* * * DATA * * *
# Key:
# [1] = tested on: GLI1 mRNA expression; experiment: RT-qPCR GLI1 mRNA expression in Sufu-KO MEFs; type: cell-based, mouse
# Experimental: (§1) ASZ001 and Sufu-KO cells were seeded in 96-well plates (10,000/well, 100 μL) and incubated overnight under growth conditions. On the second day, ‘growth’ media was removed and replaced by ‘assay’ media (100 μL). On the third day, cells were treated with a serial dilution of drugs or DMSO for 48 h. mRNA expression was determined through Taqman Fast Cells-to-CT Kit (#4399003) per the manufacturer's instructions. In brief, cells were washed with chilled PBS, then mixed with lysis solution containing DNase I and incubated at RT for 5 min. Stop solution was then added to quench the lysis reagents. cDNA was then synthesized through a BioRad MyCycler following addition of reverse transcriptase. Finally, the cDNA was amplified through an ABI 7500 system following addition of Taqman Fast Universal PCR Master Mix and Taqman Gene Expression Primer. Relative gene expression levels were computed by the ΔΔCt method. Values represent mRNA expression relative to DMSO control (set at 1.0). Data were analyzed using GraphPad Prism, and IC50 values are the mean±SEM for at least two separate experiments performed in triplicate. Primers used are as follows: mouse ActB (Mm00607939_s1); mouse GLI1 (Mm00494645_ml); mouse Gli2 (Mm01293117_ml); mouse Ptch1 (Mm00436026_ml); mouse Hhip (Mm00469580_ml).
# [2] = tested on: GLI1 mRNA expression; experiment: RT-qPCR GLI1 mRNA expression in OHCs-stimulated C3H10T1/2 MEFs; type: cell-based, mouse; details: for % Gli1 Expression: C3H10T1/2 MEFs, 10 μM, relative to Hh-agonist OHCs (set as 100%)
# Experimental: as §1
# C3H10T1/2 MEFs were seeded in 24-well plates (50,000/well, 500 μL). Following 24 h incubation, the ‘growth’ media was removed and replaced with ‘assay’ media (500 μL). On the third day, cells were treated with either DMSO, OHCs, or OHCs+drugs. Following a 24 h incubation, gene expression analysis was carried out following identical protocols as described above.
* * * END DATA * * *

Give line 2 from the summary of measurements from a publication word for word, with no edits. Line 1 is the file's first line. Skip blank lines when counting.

# [1] = tested on: GLI1 mRNA expression; experiment: RT-qPCR GLI1 mRNA expression in Sufu-KO MEFs; type: cell-based, mouse